by John R. Fischer
, Senior Reporter | May 26, 2021
A higher percentage of radiologists are transitioning to value-based care models by participating in ACOs
A higher number of radiologists are embracing value-based care by joining Medicare Shared Savings Program (MSSP) Accountable Care Organizations (ACOs).
MSSP ACOs, which support the transition from volume to value-based care, saw participation from the specialty triple from 10.4% to 34.9% over five years, according to a new study by the Harvey L. Neiman Policy Institute.
"From an economic standpoint, value-based payment models offer the opportunity for radiologist to receive financial bonuses for high quality care. Also, radiologists are interested in avoiding future penalties and preparing for the future of value-based payments and shifting away from fee for service with renewed attention to advancing alternative payment models through MACRA and MIPS," first author Stefan Santavicca, of the Georgia Tech Health Economics and Analytics Lab (HEAL), told HCB News.
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Established by the Affordable Care Act, the shared savings programs shift the basis for awarding economic incentives to providers from how many procedures they perform (volume) to how well they perform them (value) through the creation of quality and cost targets. They also impose financial penalties on those who do not meet these targets.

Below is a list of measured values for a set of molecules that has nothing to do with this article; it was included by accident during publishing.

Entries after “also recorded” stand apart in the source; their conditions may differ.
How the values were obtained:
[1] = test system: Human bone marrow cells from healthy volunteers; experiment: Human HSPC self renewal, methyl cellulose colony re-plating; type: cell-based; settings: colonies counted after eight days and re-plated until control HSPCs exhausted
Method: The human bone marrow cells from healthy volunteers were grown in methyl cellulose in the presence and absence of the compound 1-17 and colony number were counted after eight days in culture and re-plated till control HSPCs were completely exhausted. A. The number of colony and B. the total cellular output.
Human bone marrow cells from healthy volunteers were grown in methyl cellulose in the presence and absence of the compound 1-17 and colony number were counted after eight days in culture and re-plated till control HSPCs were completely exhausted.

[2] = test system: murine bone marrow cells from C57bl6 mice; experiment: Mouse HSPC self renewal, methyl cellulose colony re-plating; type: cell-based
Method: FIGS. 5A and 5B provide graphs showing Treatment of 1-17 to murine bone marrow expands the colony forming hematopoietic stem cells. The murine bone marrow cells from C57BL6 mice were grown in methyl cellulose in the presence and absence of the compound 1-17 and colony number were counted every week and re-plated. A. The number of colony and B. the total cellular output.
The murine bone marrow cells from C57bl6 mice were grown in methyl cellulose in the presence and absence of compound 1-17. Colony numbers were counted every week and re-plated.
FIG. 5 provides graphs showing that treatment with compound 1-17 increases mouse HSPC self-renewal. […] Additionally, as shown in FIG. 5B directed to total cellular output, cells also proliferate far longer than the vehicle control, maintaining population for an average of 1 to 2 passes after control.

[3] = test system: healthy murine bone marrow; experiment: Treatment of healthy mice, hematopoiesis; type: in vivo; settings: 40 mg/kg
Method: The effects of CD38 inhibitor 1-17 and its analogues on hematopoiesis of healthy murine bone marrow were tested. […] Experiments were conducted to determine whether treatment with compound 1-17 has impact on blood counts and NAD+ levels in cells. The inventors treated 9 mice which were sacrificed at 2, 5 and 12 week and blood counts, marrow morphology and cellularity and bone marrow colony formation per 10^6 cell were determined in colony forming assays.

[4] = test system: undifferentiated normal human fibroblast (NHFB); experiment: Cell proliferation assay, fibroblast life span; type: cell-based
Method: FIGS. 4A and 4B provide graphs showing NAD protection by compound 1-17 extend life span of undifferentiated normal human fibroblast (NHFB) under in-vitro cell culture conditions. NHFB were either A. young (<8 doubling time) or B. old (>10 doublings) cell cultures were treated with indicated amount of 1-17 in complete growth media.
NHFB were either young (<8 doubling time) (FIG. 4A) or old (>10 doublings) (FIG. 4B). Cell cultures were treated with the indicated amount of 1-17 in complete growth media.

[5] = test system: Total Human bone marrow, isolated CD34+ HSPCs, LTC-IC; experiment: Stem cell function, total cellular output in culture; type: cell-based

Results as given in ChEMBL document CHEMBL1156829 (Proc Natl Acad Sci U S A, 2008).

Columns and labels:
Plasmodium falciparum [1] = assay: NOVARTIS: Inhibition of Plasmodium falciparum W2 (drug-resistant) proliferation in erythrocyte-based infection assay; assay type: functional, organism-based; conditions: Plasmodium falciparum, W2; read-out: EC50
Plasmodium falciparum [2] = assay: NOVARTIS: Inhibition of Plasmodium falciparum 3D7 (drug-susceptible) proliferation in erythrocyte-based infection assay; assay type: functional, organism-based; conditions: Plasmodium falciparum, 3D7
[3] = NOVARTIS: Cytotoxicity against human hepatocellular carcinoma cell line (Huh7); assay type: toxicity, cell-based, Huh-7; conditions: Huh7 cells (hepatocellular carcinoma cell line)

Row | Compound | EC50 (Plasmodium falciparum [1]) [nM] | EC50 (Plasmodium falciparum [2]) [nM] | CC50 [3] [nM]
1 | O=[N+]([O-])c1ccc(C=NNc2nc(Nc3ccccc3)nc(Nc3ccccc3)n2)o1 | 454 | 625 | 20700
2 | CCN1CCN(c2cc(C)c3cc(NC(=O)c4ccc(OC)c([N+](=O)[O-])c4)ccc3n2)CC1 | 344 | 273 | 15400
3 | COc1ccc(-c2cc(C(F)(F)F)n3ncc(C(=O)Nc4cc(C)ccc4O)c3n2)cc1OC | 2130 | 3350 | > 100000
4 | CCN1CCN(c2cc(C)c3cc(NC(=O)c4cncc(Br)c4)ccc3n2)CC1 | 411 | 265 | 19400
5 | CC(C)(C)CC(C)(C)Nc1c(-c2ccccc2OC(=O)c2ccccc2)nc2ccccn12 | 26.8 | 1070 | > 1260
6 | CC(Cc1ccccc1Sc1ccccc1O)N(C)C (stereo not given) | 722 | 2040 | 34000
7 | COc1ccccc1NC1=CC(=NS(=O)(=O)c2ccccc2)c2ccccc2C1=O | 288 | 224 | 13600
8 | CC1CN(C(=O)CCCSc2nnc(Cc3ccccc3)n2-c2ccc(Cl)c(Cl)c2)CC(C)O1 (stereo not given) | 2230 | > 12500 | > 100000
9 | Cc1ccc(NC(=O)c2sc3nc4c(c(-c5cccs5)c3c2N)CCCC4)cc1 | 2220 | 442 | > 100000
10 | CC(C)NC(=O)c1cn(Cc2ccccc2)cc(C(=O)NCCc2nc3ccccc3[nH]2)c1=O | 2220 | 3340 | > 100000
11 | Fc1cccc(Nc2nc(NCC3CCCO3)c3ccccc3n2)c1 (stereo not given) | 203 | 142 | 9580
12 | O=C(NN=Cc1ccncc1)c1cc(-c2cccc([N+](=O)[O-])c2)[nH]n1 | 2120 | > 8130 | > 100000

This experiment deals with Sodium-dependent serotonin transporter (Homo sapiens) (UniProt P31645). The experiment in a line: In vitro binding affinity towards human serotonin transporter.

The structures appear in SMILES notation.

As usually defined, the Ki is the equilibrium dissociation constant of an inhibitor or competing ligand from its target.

The researchers linked several separate 100% CMS data sets and found participating radiologists in 2018 in 90% of large ACOs. While this was only up from 88% in 2013, they also found participation increased twofold in small ACOs, from 26% to 52%. Participation in medium-sized ACOs rose from 63% to 66%, but the growth in participating radiologists in small ACOs is significant according to the researchers, because it signifies that shared savings programs are impacting radiologists even outside of urban, large specialty ACOs that have greater capacity for coordinating care.
The study, according to Santavicca, shows that value-bare care is reaching beyond patient-facing specialties to areas of medicine like radiology. As a result, she says, the stakes are only going up for radiologists to better prepare to work in healthcare organization evaluated through compensation contingencies, performance management programs and data-driven quality improvement initiatives.
"There is an opportunity to identify additional metrics that more directly tie care and services from radiologist to clinical and economic outcomes, and to carve out a more central place for radiologists in the care continuum where they are well positioned to (1) provide evidence-based clinical decision support for referring physicians, ensuring the highest value imaging study is selected that also minimizes patient risk, (2) to aid in advances in personalized medicine with more precise diagnoses and prediction, and (3) in the monitoring of disease treatment," said Santavicca.